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Respiratory outcome in late childhood after neonatal continuous negative pressure ventilation
  1. K Telford1,
  2. L Waters1,
  3. H Vyas2,
  4. B N Manktelow3,
  5. E S Draper3,
  6. N Marlow1
  1. 1School of Human Development, University of Nottingham, Nottingham, UK
  2. 2Children’s Services, Queen’s Medical Centre, Nottingham, UK
  3. 3Department of Health Sciences, University of Leicester, Leicester, UK
  1. Correspondence to:
    Professor N Marlow
    Academic Division of Child Health, School of Human Development, Queen’s Medical Centre, Nottingham NG7 2UH, UK; neil.marlow{at}


Background: The outcome in late childhood for children entered into a randomised trial of continuous negative extrathoracic pressure (CNEP) versus standard respiratory management for the treatment of neonatal respiratory distress was studied. In the original trial, there were advantages in the duration of oxygen and the prevalence of chronic lung disease for those assigned to receive CNEP.

Aim: To determine whether the above differences had persisted into childhood.

Methods: Outpatient evaluation of children by a paediatrician using Spirometry (Vitalograph Spirometer 2120, Ennis, Ireland) and MicroRint (Micro Medical, Rochester, Kent, UK) techniques independently of the original trial. Parents completed questionnaires about their child’s respiratory history and social–demographic information.

Results: 133 (65%) survivors were evaluated at 9.6–14.9 years of age. The group examined were representative of the original cohort and no significant baseline differences were observed between children evaluated who had been allocated to CNEP or standard treatments. We compared Rint (before and after bronchodilator) and forced expiratory flow, volume and vital capacity between the two study groups; none were significant. Children in the standard group had received paediatric intensive care more often (p = 0.19) and were more likely to be receiving inhaled drugs for asthma (p = 0.19; all not significant).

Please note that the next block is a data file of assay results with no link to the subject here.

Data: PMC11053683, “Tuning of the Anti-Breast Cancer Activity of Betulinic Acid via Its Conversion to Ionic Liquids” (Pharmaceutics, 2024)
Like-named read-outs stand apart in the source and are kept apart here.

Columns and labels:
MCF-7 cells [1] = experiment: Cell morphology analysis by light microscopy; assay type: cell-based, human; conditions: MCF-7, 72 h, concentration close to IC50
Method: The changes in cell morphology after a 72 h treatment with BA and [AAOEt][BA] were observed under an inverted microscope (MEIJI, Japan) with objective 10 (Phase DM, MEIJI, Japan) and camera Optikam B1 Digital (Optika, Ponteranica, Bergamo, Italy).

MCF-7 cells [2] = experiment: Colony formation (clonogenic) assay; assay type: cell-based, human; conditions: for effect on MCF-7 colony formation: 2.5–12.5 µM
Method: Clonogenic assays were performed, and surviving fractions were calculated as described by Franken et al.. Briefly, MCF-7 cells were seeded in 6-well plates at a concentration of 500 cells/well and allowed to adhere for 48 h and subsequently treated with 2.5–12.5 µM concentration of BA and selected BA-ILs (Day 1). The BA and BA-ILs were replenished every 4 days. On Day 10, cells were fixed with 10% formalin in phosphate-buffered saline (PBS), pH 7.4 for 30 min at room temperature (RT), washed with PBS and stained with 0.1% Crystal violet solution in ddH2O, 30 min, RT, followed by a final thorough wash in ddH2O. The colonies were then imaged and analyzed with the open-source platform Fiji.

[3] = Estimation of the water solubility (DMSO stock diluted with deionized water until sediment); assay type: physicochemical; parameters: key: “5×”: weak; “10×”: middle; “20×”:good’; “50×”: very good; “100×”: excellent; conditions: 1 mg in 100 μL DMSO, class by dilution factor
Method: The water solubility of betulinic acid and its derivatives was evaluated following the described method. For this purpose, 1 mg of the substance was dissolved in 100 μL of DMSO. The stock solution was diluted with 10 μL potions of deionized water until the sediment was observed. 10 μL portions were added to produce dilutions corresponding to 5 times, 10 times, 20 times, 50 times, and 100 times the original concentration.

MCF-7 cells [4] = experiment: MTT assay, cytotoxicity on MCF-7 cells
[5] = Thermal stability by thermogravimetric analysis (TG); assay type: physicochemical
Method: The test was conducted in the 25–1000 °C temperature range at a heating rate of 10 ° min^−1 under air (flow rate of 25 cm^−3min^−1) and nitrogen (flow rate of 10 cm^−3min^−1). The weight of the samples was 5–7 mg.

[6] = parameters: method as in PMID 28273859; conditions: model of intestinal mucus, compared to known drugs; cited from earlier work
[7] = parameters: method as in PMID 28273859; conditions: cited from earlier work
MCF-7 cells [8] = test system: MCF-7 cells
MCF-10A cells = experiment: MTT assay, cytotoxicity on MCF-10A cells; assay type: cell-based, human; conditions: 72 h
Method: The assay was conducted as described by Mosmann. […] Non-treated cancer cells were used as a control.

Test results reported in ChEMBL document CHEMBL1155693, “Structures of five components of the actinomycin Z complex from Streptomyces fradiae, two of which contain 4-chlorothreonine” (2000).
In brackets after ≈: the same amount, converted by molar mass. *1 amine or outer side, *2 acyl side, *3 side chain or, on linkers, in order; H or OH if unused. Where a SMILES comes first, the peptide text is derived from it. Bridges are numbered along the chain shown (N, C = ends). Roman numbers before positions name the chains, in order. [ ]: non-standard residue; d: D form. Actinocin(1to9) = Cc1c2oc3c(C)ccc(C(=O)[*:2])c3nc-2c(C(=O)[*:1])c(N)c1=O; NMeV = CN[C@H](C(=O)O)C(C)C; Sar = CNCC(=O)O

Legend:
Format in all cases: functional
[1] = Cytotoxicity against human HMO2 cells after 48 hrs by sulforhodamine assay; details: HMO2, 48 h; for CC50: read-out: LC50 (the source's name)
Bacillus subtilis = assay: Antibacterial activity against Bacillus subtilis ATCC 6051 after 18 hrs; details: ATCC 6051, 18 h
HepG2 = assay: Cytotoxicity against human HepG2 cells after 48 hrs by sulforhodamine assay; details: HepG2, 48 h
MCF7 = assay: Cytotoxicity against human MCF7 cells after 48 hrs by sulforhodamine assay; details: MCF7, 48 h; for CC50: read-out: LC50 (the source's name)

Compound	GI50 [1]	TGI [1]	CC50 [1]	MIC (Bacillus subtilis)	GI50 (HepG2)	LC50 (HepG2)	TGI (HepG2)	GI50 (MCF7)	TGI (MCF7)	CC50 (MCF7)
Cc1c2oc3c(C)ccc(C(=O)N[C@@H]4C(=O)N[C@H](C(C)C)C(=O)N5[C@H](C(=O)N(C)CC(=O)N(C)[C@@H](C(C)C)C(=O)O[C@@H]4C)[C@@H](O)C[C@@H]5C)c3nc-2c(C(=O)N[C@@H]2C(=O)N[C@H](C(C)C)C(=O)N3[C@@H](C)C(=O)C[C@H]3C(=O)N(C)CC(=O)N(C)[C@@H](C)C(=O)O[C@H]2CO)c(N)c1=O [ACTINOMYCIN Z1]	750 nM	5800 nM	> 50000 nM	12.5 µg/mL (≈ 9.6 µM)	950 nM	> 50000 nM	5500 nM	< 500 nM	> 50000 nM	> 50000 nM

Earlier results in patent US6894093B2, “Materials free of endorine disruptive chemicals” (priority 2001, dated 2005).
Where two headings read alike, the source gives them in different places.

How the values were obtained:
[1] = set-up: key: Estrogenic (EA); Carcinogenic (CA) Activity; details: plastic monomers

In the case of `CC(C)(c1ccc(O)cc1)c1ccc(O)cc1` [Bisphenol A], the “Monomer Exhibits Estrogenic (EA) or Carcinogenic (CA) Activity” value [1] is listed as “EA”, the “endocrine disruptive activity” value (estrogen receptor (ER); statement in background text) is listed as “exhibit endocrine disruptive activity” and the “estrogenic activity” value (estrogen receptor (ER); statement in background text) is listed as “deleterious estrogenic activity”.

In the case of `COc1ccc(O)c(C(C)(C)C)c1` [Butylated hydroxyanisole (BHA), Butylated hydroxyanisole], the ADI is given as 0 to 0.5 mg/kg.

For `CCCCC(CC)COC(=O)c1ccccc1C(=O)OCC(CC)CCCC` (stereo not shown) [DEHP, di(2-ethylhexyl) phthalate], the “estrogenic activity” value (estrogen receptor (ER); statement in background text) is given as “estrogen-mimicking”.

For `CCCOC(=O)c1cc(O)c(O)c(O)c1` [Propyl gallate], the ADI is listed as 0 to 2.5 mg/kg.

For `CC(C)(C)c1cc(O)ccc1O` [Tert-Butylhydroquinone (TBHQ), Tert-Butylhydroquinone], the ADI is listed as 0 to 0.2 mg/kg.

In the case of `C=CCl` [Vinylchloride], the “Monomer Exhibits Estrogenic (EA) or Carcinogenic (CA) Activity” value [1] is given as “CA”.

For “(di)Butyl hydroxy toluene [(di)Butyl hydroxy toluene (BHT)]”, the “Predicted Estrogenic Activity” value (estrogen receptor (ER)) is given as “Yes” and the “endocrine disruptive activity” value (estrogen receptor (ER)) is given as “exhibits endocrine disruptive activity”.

Conclusions: No important differences were found at follow-up in late childhood in respiratory outcomes for children treated with neonatal CNEP or standard treatment. Caution should be exercised, as the original trial was not powered to show these differences, but there seems to be no long-term detriment in respiratory outcomes for children treated with CNEP in the neonatal period.

  • CLD, chronic lung disease
  • CNEP, continuous negative extrathoracic pressure
  • FVC, forced vital capacity
  • HFOV, high-frequency ventilation oscillatory ventilation
  • PEEP, positive end-expiratory pressure

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  • Published Online First 11 August 2006

  • Funding: This study was funded by the West Midlands Regional Health Authority, through the University Hospital of North Staffordshire NHS Trust, by a grant to the University of Nottingham.

  • Competing interests: None of the authors were involved in the original randomised trial from which this population was derived.

  • The Trial Steering Group comprised Professor RWI Cooke (Chairperson), Dr Warren Lenney, Mr and Mrs C Henshall, in addition to the study authors.

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